Step away from the good to great bottle of wine with your aerator, why you might ask.  I don’t want my fruit bruised.  I mean this sincerely if you have a great bottle of wine you have probably made some special plans around this wine event even if it just you and your partner enjoying a great bottle of wine on a special occasion.  By all means use a decanter and aerate your wine with a decanter.  You will notice that when a wine is poured correctly by letting it pour into and gently grazing the side of the decanter bottle neck so the wine spreads itself onto the walls of the sphere within the body of the decanter.  While pouring the wine into the decanter you will not pour the sediment from the bottle into the decanter.  If you are using an aerator you may potentially blend the sediment into the wine thus potentially altering the juice from a high end bottle of wine.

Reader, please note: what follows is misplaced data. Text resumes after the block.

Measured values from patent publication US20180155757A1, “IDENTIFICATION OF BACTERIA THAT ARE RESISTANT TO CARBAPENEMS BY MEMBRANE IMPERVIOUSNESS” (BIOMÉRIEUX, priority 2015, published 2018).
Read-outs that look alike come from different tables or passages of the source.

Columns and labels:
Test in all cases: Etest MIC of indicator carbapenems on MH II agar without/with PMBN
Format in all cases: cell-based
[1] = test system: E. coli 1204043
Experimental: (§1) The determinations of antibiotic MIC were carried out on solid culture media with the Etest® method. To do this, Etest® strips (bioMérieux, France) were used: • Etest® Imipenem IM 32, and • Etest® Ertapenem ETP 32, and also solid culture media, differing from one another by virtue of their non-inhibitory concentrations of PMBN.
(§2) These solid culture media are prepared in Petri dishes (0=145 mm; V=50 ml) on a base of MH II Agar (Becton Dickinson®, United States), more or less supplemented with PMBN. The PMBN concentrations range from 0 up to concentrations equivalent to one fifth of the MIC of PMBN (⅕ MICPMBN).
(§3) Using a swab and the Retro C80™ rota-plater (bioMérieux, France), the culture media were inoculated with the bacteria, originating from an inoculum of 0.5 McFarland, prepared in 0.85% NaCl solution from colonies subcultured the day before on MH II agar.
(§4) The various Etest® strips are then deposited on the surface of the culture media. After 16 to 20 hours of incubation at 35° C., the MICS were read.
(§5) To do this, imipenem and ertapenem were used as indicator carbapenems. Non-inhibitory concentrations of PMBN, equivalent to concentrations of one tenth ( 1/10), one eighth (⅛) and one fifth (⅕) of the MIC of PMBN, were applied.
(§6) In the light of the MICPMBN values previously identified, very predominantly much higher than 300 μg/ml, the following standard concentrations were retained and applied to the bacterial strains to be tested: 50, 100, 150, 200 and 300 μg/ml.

If you have the opportunity to dine in an upscale restaurant that has a Master Sommelier on staff they have an almost ritualistic approach to decanting a wine properly.  First they will carry the wine from their wine cellar in a specially made basket.  The basket carries the wine at the same angle it was stored at in the wine cellar.  You will notice that the sommelier is very gentle as he brings the wine and places it on the table still lying prone in the basket.

The sommelier will gently wipe the dust from the top of the bottle to remove dust from the wine cellar.  They will now remove the foil cap from the bottle and place it in his or her jacket pocket and then once again gently wipe the exposed cork still in the bottle.  Now the cork removal will begin, but once again very gently and only about 80% of the way and then the sommelier will use his or her hand to gently express the cork.  They do this so the air hits the bottle slowly and does not cause the wine to spray out of the bottle.  Once the cork is removed with the bottle still in the basket in a prone position the sommelier will present the cork to the person who order this wonderful bottle of wine to go with their meals from this fine dining establishment.